I've often said that by looking at individual stocks, you can get a deeper level of understanding of what's moving the overall equity markets. While some investors insist that "a rising tide lifts all boats" and you're better off just following the broad market, I have found (from working with some of the best stock pickers around!) that there is great value in looking at individual names.
Patterns that occur in the S&P 500 or Russell 1000 charts often emerge beforehand in the charts of individual stocks and groups. This is especially true at market tops, where particular stocks and themes (e.g. small-cap stocks) will start to break down while the broader market indexes will continue higher. This is due to investors rotating out of higher beta names and into safer stocks like mega cap technology and consumer names.
Recording The Final Bar every Monday is my favorite because we hit the markets from three directions: top-down macro, sector rotation and bottom-up stock picking. On this week's show, I keyed in on three particular stocks that bubbled up during my weekend review of the S&P 500 charts. All three of these stocks have rallied nicely from the March lows, all three have set recent swing highs and all three have recently tested support levels. I am following these charts now to see if they either a) rebound to their previous swing highs and break higher, signaling further upside potential, or b) break down through key support levels and suggest further weakness in store for equities.
First, we have Starbucks (SBUX) in the Consumer Discretionary sector.
SBUX has essentially been a market performer since the March low, even though the relative strength has slowly deteriorated over the last four weeks. The price closed above its 200-day moving average last week before dipping right back below a few days later. That pullback pushed the stock back down to test its recent swing lows around $71-72. The RSI notably remained above the key 40 level, which is more characteristic of bull phases than bear phases.
Now, the price is trapped between $72 and $83. Either SBUX breaks back above the 200-day moving average and continues on through $83 and beyond, or it reverses down through its 50-day moving average before breaking down to new swing lows.
Next, we have a Technology name, Applied Materials (AMAT).
I often speak of semiconductors as a leading indicator for the equity markets. A classic bellwether group, these stocks tend to do well in bull phases and tend to struggle in bear phases. If you think about how these companies essentially provide the backbone of our interconnected world, it makes sense!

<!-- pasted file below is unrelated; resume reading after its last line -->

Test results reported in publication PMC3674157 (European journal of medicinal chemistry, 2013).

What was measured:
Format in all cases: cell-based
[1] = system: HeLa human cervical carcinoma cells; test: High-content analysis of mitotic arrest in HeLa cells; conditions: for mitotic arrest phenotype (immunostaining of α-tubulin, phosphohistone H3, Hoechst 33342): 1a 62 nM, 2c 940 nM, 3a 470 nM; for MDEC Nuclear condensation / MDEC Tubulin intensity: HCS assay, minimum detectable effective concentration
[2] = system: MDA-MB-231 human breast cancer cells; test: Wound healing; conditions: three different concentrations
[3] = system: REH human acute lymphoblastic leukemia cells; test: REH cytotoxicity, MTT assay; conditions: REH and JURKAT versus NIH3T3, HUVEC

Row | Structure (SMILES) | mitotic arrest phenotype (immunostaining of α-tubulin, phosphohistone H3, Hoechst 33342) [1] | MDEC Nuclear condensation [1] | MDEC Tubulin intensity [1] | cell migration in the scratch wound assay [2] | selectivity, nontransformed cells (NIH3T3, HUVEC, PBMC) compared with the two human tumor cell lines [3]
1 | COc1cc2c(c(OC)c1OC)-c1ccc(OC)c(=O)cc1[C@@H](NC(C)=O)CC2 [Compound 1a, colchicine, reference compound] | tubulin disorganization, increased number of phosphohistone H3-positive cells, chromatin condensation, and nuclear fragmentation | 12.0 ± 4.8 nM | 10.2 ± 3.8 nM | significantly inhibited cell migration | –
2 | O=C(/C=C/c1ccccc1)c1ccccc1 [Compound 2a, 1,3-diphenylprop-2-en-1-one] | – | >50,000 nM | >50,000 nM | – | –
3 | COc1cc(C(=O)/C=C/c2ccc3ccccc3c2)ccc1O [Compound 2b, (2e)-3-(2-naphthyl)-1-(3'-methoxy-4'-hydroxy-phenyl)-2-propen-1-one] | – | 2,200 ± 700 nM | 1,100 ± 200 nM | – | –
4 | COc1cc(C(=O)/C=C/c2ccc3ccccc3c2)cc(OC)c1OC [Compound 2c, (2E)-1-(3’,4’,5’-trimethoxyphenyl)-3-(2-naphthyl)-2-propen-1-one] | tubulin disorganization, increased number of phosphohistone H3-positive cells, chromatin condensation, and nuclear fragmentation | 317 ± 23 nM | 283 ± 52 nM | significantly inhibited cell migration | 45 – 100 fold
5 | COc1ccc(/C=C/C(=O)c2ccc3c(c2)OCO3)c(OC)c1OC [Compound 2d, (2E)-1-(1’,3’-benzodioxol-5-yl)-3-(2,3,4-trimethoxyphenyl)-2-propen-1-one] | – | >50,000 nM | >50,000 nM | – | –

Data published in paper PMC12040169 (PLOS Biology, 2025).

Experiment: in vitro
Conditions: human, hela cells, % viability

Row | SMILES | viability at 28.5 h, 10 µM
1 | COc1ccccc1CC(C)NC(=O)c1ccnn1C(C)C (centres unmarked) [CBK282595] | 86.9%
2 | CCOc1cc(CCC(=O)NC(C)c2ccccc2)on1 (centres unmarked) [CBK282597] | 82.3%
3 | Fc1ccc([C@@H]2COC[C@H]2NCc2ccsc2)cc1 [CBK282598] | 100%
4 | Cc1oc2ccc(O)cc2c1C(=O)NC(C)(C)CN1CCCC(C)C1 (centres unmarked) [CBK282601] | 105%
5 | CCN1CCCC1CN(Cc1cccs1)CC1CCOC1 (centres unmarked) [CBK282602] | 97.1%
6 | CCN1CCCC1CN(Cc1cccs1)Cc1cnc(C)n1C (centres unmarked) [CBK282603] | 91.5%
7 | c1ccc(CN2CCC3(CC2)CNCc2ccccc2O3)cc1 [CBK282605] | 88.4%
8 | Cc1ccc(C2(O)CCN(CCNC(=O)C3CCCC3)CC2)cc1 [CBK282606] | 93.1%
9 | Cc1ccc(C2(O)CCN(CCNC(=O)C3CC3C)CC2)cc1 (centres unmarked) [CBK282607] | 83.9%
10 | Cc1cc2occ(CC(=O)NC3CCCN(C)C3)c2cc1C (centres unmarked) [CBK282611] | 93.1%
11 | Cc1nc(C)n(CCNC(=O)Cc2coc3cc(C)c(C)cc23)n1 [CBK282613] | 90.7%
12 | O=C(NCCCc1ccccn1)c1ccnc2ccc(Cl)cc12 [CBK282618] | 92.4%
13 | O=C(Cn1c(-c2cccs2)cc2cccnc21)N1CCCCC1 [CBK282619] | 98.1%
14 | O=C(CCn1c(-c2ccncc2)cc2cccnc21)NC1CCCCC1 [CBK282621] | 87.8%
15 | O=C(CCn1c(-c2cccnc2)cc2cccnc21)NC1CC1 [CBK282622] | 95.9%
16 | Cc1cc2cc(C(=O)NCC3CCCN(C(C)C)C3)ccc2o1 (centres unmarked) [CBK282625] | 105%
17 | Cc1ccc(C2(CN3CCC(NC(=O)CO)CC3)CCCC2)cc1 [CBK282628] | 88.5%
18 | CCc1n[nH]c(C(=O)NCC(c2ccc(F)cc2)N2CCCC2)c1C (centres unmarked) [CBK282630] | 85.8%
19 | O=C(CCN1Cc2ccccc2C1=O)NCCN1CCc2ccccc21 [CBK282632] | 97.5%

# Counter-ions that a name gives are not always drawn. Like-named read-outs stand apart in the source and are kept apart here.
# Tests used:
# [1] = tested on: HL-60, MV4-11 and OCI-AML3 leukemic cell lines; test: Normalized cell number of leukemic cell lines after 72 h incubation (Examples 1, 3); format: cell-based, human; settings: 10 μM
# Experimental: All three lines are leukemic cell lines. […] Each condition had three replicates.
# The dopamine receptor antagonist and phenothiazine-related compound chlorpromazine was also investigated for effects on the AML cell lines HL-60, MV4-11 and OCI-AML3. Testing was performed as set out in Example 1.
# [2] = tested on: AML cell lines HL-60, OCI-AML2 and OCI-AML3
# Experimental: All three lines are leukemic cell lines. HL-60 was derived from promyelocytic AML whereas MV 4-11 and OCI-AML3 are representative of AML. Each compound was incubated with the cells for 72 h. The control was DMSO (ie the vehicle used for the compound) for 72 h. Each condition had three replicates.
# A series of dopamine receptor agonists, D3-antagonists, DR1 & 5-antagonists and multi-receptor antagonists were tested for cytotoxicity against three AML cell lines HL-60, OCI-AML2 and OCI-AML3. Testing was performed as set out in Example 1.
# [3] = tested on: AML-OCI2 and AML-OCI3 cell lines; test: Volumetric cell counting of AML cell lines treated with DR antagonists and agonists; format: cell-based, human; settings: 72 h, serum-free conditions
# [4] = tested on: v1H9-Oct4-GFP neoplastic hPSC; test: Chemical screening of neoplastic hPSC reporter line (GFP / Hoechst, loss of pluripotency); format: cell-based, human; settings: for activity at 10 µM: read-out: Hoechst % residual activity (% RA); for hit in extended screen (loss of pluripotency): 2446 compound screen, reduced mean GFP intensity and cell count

AMAT is a little further in its uptrend compared to SBUX, having already broken above its 200-day moving average and now testing it from above. AMAT recently broke down through trendline support, although it has not remained below. I see clear price resistance from the recent swing high around $61 and now support at the 200-day moving average.
Does AMAT continue the medium-term uptrend of higher highs and higher lows, moving past $61 on the way to higher highs? Or does it blow out support and make a new swing low, suggesting weakness in store for this bellwether group?
Finally, we have Morgan Stanley (MS) in the Financial sector.
The MS chart looks strikingly similar to the AMAT chart, which is interesting as they are in very different sectors. Morgan Stanley has outperformed nicely since the March 23rd market low, recently breaking above and then successfully retested its 200-day moving average.
Now we have the same situation as AMAT: does MS continue the uptrend above $52 and beyond, or does it break down through price and moving average support around $44 before moving lower?
So those are three charts, all at key junctures, all with the potential to break higher or break lower. As a trend-follower, I will always assume that the current trend will persist until proven otherwise. So until these stocks make lower highs and then lower lows, the trend is up by definition.
But I've also learned that drawing key "lines in the sand" on charts like this, as described above, help me to manage risk and define my potential drawdown. And, in a case like this, they may just help you understand how the overall equity markets will evolve over the coming weeks.
David Keller, CMT
Chief Market Strategist
Disclaimer: This blog is for educational purposes only and should not be construed as financial advice. The ideas and strategies should never be used without first assessing your own personal and financial situation, or without consulting a financial professional.
The author does not have a position in mentioned securities at the time of publication. Any opinions expressed herein are solely those of the author, and do not in any way represent the views or opinions of any other person or entity.